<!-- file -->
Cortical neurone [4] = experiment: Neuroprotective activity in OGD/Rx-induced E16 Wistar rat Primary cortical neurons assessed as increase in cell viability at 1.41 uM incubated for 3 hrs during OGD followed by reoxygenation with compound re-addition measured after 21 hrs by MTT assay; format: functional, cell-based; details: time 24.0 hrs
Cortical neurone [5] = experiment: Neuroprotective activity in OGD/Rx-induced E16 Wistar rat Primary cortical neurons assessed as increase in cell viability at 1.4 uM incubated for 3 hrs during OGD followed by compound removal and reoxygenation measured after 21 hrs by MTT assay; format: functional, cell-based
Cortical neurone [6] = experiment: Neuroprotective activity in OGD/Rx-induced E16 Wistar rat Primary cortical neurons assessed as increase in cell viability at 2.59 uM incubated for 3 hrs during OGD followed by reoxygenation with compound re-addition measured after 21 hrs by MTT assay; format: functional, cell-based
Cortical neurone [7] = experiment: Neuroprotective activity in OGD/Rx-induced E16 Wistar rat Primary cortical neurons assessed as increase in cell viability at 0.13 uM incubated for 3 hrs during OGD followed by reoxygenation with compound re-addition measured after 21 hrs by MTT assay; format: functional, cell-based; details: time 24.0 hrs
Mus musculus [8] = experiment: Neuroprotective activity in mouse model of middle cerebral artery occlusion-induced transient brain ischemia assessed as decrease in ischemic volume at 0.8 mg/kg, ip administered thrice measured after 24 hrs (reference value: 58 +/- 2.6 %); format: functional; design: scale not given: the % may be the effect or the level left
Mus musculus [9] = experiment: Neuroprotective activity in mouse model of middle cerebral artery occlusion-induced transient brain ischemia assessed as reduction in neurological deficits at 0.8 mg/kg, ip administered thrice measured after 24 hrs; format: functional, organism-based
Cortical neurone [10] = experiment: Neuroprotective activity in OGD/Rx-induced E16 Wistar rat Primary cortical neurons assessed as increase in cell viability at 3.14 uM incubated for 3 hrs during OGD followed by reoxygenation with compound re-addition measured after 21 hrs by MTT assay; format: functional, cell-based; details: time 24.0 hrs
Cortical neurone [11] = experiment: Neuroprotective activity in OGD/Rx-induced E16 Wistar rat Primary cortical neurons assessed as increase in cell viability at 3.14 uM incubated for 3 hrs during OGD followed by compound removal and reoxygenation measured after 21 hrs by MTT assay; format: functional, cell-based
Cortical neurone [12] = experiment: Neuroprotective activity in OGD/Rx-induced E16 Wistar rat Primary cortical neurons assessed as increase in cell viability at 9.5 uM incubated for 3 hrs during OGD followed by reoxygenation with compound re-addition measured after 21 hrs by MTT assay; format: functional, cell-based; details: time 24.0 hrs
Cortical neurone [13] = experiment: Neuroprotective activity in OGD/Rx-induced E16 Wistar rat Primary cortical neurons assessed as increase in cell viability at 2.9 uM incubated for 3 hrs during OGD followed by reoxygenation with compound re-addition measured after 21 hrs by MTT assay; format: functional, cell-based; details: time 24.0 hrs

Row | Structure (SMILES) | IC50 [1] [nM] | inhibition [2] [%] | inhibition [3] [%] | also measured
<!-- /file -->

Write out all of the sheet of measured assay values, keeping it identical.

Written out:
Cortical neurone [4] = experiment: Neuroprotective activity in OGD/Rx-induced E16 Wistar rat Primary cortical neurons assessed as increase in cell viability at 1.41 uM incubated for 3 hrs during OGD followed by reoxygenation with compound re-addition measured after 21 hrs by MTT assay; format: functional, cell-based; details: time 24.0 hrs
Cortical neurone [5] = experiment: Neuroprotective activity in OGD/Rx-induced E16 Wistar rat Primary cortical neurons assessed as increase in cell viability at 1.4 uM incubated for 3 hrs during OGD followed by compound removal and reoxygenation measured after 21 hrs by MTT assay; format: functional, cell-based
Cortical neurone [6] = experiment: Neuroprotective activity in OGD/Rx-induced E16 Wistar rat Primary cortical neurons assessed as increase in cell viability at 2.59 uM incubated for 3 hrs during OGD followed by reoxygenation with compound re-addition measured after 21 hrs by MTT assay; format: functional, cell-based
Cortical neurone [7] = experiment: Neuroprotective activity in OGD/Rx-induced E16 Wistar rat Primary cortical neurons assessed as increase in cell viability at 0.13 uM incubated for 3 hrs during OGD followed by reoxygenation with compound re-addition measured after 21 hrs by MTT assay; format: functional, cell-based; details: time 24.0 hrs
Mus musculus [8] = experiment: Neuroprotective activity in mouse model of middle cerebral artery occlusion-induced transient brain ischemia assessed as decrease in ischemic volume at 0.8 mg/kg, ip administered thrice measured after 24 hrs (reference value: 58 +/- 2.6 %); format: functional; design: scale not given: the % may be the effect or the level left
Mus musculus [9] = experiment: Neuroprotective activity in mouse model of middle cerebral artery occlusion-induced transient brain ischemia assessed as reduction in neurological deficits at 0.8 mg/kg, ip administered thrice measured after 24 hrs; format: functional, organism-based
Cortical neurone [10] = experiment: Neuroprotective activity in OGD/Rx-induced E16 Wistar rat Primary cortical neurons assessed as increase in cell viability at 3.14 uM incubated for 3 hrs during OGD followed by reoxygenation with compound re-addition measured after 21 hrs by MTT assay; format: functional, cell-based; details: time 24.0 hrs
Cortical neurone [11] = experiment: Neuroprotective activity in OGD/Rx-induced E16 Wistar rat Primary cortical neurons assessed as increase in cell viability at 3.14 uM incubated for 3 hrs during OGD followed by compound removal and reoxygenation measured after 21 hrs by MTT assay; format: functional, cell-based
Cortical neurone [12] = experiment: Neuroprotective activity in OGD/Rx-induced E16 Wistar rat Primary cortical neurons assessed as increase in cell viability at 9.5 uM incubated for 3 hrs during OGD followed by reoxygenation with compound re-addition measured after 21 hrs by MTT assay; format: functional, cell-based; details: time 24.0 hrs
Cortical neurone [13] = experiment: Neuroprotective activity in OGD/Rx-induced E16 Wistar rat Primary cortical neurons assessed as increase in cell viability at 2.9 uM incubated for 3 hrs during OGD followed by reoxygenation with compound re-addition measured after 21 hrs by MTT assay; format: functional, cell-based; details: time 24.0 hrs

Row | Structure (SMILES) | IC50 [1] [nM] | inhibition [2] [%] | inhibition [3] [%] | also measured